I arrived at
still another level path in front of tiny buildings. There was no railing. The
ledge was packed three and four deep with waiting photographers. For a moment I
was tempted to pause and become one myself, but pressure from behind kept me
moving. There was no space left in which to stop to take a photograph. But at
the end of the row of huts I found a spot between buildings. I stepped into it
gratefully, as much to escape the frightening traverse as to take up
photography. But since I had the chance, why not? I leaned my climbing stick
against one hut and with stiff fingers opened my camera case. The wind blew my
stick down and whipped at my sleeves as I raised the camera to eye level. Then
the wind died for a moment and the aroma of an ancient and overtaxed latrine
filled my lungs. So that was why this niche was vacant! I lowered the camera
and, gagging, bent to retrieve the stick.
I mistimed the
appearance of the sun. It remained frozen out of sight below the horizon for
hours, refusing to come up and gratify the thousands of photographers waiting
all over the mountain. I saw another vacant level spot. I studied it
suspiciously for some latent unpleasantness but saw none. I took it and began
adjusting my camera. Through the viewfinder the composition was uninspiring, a
flat horizon extending from one edge of the frame to the other. I took a couple
of practice shots to be sure the lubricants in the shutter had not congealed.
Then I waited and waited and waited. A sliver of sun appeared over the cloud
horizon accompanied by the sound of thousands of clicking shutters all over the
eastern face of Fujiyama. I stood for some minutes watching the sun emerge from
the bed of clouds, taking a few more foolish shots of a scene no more
remarkable than any sunrise seen from a 747.
No one was
climbing now. The whole mountain was motionless, eyes east. Finally the sun
cleared the horizon and people began to stir. I was ecstatic. The ordeal was
over. Now for those martinis. But I was wrong. Not one climber started down.
They all turned upward and resumed the climb. Were they still going to the top?
After the sunrise? Right. Onward and upward.
The sun did not
warm me. The wind blew stronger. The oxygen content of the air dwindled. My leg
muscles trembled. My big toe was hot with friction. My ankles wobbled.
Occasional high steps started my lungs convulsing. My vision tricked me. I
noticed frequent brilliantly polished metal tubes on the ground, glowing in the
sunlight. After-marveling awhile over what they could be, I stooped to pick one
up. My vision cleared. The metal tube was a discarded cigarette butt.
The view from the
mountain was uncomplicated but gigantic in scale. A sweep upward into the sky
and downward into a sea of clouds. The crowd was now as dense as before, all
headed upward. This was a one-way trail. Maybe it was a one-way trip? Were we
all lemmings, streaming to the top, doomed to destruction by the pressure of
those behind, pushed over the edge into the pit of a huge crater that dropped
to the center of the earth?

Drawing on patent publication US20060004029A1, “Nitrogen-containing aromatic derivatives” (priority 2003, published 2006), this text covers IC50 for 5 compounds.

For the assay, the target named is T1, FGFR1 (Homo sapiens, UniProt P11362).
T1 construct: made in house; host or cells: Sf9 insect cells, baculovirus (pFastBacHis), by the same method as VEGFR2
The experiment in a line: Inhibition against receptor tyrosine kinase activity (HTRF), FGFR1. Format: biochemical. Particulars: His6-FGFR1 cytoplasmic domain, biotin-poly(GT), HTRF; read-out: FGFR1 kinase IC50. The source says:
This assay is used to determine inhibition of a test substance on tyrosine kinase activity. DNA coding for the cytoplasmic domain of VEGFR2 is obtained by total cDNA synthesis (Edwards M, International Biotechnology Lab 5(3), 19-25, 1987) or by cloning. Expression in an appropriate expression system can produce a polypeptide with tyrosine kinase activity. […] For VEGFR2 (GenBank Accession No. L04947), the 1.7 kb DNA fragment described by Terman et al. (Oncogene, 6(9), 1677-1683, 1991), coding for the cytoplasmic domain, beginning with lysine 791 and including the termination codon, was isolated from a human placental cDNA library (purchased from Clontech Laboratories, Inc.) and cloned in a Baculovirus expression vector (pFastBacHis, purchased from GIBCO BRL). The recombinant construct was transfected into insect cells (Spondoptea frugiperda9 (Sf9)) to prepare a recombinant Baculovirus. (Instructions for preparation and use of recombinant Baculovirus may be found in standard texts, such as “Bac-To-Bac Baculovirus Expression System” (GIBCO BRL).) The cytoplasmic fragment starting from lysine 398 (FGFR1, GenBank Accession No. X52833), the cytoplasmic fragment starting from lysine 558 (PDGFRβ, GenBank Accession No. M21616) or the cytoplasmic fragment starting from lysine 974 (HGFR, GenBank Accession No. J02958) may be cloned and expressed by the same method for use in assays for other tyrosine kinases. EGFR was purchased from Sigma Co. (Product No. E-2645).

The trail took a
sharp turn to the right and a figure in a red jacket reached out a frail hand
and rested it gently on my forearm. "Lee-san." It was Yoshiko, her
pleasant face wreathed in smiles. "Yoshiko!" I shouted and engulfed her
child's body in a one-armed bear hug. I squeezed with heartfelt affection until
I realized that next to her stood Minoru. Belatedly wondering about the
relationship between them, I released Yoshiko to hold out a hand to Minoru, who
smiled politely and shook it. I had begun to suspect that I would make it to
the top without any audience. Now I would have witnesses.
An hour and a
half later we were able to see the summit. Even Minoru agreed that it was the
summit. It was broad and flat with nothing but the sky beyond it. It was a
long, long way off, but after what we had been through I knew I would get there
if it took forever. My knees were in agony, my ankles unreliable. Every lurch
necessary to regain my balance after a stumble was torture. But these were
minor discomforts now and did not weaken my determination. The lure of the
summit was as strong for me as for any Japanese. I laughed happily as I saw
Minoru falter and stagger sideways. We were all exhausted.
through lulls in the wind, I heard snatches of song and turned to look. A full
switchback behind us in single file was a group of hooded, white-robed monks,
chanting as they climbed. Not only were they wasting their breath singing, they
were passing other climbers. At our slow pace they gained on us steadily. When
they reached our level we stepped aside. One monk my own age was not singing.
He was saving his breath.
The wind had
become dangerous. Great gusts would hit the line of climbers and stop it. A
sudden blast toppled Yoshiko. Minoru reached for her a second before the same
blast hit him. He sagged to his knees and grasped a jagged rock in his hand,
holding on till the wind slackened. Yoshiko clung to the ground, eyes shut.
It was no longer
I alone who staggered, who gasped for air, who cowered. In our mutual misery I
felt comradely with the entire stream. A high pitched " Yahoo" rang out
in the air behind us, and a young man in an Australian army uniform sprinted
past our creeping line in a contemptible display of stamina.